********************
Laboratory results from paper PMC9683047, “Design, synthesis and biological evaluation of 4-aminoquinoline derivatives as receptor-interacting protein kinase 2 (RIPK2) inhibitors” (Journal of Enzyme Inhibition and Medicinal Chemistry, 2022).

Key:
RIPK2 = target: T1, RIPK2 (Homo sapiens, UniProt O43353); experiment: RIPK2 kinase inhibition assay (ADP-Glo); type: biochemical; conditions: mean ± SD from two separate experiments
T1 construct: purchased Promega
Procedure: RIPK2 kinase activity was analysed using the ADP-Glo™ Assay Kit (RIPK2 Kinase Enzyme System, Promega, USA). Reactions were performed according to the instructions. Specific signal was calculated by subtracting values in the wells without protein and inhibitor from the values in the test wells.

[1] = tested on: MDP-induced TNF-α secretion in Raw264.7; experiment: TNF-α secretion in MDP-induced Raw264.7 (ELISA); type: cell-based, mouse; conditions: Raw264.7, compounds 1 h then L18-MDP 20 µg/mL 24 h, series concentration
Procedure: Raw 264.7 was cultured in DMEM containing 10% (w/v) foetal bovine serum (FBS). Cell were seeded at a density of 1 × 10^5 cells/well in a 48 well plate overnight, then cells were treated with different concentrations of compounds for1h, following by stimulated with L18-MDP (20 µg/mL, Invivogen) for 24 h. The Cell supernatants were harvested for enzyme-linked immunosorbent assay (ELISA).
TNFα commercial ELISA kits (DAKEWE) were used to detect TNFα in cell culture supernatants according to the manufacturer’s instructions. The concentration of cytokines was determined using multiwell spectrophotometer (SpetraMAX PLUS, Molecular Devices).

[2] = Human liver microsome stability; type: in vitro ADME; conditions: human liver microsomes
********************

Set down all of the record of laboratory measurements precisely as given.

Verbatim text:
Laboratory results from paper PMC9683047, “Design, synthesis and biological evaluation of 4-aminoquinoline derivatives as receptor-interacting protein kinase 2 (RIPK2) inhibitors” (Journal of Enzyme Inhibition and Medicinal Chemistry, 2022).

Key:
RIPK2 = target: T1, RIPK2 (Homo sapiens, UniProt O43353); experiment: RIPK2 kinase inhibition assay (ADP-Glo); type: biochemical; conditions: mean ± SD from two separate experiments
T1 construct: purchased Promega
Procedure: RIPK2 kinase activity was analysed using the ADP-Glo™ Assay Kit (RIPK2 Kinase Enzyme System, Promega, USA). Reactions were performed according to the instructions. Specific signal was calculated by subtracting values in the wells without protein and inhibitor from the values in the test wells.

[1] = tested on: MDP-induced TNF-α secretion in Raw264.7; experiment: TNF-α secretion in MDP-induced Raw264.7 (ELISA); type: cell-based, mouse; conditions: Raw264.7, compounds 1 h then L18-MDP 20 µg/mL 24 h, series concentration
Procedure: Raw 264.7 was cultured in DMEM containing 10% (w/v) foetal bovine serum (FBS). Cell were seeded at a density of 1 × 10^5 cells/well in a 48 well plate overnight, then cells were treated with different concentrations of compounds for1h, following by stimulated with L18-MDP (20 µg/mL, Invivogen) for 24 h. The Cell supernatants were harvested for enzyme-linked immunosorbent assay (ELISA).
TNFα commercial ELISA kits (DAKEWE) were used to detect TNFα in cell culture supernatants according to the manufacturer’s instructions. The concentration of cytokines was determined using multiwell spectrophotometer (SpetraMAX PLUS, Molecular Devices).

[2] = Human liver microsome stability; type: in vitro ADME; conditions: human liver microsomes